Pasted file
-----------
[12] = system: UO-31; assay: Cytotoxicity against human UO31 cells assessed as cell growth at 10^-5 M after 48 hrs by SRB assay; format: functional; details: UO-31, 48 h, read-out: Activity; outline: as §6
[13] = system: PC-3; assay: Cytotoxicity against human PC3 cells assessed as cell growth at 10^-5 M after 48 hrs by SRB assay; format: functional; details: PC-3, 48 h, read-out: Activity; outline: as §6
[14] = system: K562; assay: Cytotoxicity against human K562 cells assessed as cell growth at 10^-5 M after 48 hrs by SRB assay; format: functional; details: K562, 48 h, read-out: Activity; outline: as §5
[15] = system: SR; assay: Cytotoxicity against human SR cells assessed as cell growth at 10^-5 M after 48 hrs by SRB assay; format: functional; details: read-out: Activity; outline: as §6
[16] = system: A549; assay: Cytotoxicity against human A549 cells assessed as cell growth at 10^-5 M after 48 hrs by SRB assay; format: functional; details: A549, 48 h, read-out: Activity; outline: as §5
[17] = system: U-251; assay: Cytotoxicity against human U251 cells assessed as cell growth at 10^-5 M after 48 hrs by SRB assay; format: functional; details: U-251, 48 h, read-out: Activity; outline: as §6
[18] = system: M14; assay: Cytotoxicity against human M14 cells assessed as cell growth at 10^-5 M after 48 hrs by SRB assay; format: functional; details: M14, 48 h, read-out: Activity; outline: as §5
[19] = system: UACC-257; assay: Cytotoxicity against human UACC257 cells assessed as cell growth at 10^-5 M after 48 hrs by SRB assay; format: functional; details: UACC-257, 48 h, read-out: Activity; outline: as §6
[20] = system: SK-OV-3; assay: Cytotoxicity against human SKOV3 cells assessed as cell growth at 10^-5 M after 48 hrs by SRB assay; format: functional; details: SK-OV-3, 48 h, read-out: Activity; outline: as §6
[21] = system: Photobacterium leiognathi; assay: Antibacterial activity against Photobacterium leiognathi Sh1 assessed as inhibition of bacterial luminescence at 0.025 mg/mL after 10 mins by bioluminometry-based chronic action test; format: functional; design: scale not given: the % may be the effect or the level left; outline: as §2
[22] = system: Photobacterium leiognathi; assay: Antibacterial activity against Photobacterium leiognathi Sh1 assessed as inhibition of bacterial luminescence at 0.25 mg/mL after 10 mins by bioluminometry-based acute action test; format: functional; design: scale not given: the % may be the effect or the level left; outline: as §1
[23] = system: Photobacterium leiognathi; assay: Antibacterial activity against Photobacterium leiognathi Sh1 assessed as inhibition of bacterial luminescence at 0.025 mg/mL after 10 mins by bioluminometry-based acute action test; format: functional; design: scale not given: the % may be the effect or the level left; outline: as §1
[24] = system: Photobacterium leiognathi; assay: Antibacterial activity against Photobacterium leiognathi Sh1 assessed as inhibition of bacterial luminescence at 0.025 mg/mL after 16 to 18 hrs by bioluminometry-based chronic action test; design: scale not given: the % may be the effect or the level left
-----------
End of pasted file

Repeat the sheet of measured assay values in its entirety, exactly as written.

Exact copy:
[12] = system: UO-31; assay: Cytotoxicity against human UO31 cells assessed as cell growth at 10^-5 M after 48 hrs by SRB assay; format: functional; details: UO-31, 48 h, read-out: Activity; outline: as §6
[13] = system: PC-3; assay: Cytotoxicity against human PC3 cells assessed as cell growth at 10^-5 M after 48 hrs by SRB assay; format: functional; details: PC-3, 48 h, read-out: Activity; outline: as §6
[14] = system: K562; assay: Cytotoxicity against human K562 cells assessed as cell growth at 10^-5 M after 48 hrs by SRB assay; format: functional; details: K562, 48 h, read-out: Activity; outline: as §5
[15] = system: SR; assay: Cytotoxicity against human SR cells assessed as cell growth at 10^-5 M after 48 hrs by SRB assay; format: functional; details: read-out: Activity; outline: as §6
[16] = system: A549; assay: Cytotoxicity against human A549 cells assessed as cell growth at 10^-5 M after 48 hrs by SRB assay; format: functional; details: A549, 48 h, read-out: Activity; outline: as §5
[17] = system: U-251; assay: Cytotoxicity against human U251 cells assessed as cell growth at 10^-5 M after 48 hrs by SRB assay; format: functional; details: U-251, 48 h, read-out: Activity; outline: as §6
[18] = system: M14; assay: Cytotoxicity against human M14 cells assessed as cell growth at 10^-5 M after 48 hrs by SRB assay; format: functional; details: M14, 48 h, read-out: Activity; outline: as §5
[19] = system: UACC-257; assay: Cytotoxicity against human UACC257 cells assessed as cell growth at 10^-5 M after 48 hrs by SRB assay; format: functional; details: UACC-257, 48 h, read-out: Activity; outline: as §6
[20] = system: SK-OV-3; assay: Cytotoxicity against human SKOV3 cells assessed as cell growth at 10^-5 M after 48 hrs by SRB assay; format: functional; details: SK-OV-3, 48 h, read-out: Activity; outline: as §6
[21] = system: Photobacterium leiognathi; assay: Antibacterial activity against Photobacterium leiognathi Sh1 assessed as inhibition of bacterial luminescence at 0.025 mg/mL after 10 mins by bioluminometry-based chronic action test; format: functional; design: scale not given: the % may be the effect or the level left; outline: as §2
[22] = system: Photobacterium leiognathi; assay: Antibacterial activity against Photobacterium leiognathi Sh1 assessed as inhibition of bacterial luminescence at 0.25 mg/mL after 10 mins by bioluminometry-based acute action test; format: functional; design: scale not given: the % may be the effect or the level left; outline: as §1
[23] = system: Photobacterium leiognathi; assay: Antibacterial activity against Photobacterium leiognathi Sh1 assessed as inhibition of bacterial luminescence at 0.025 mg/mL after 10 mins by bioluminometry-based acute action test; format: functional; design: scale not given: the % may be the effect or the level left; outline: as §1
[24] = system: Photobacterium leiognathi; assay: Antibacterial activity against Photobacterium leiognathi Sh1 assessed as inhibition of bacterial luminescence at 0.025 mg/mL after 16 to 18 hrs by bioluminometry-based chronic action test; design: scale not given: the % may be the effect or the level left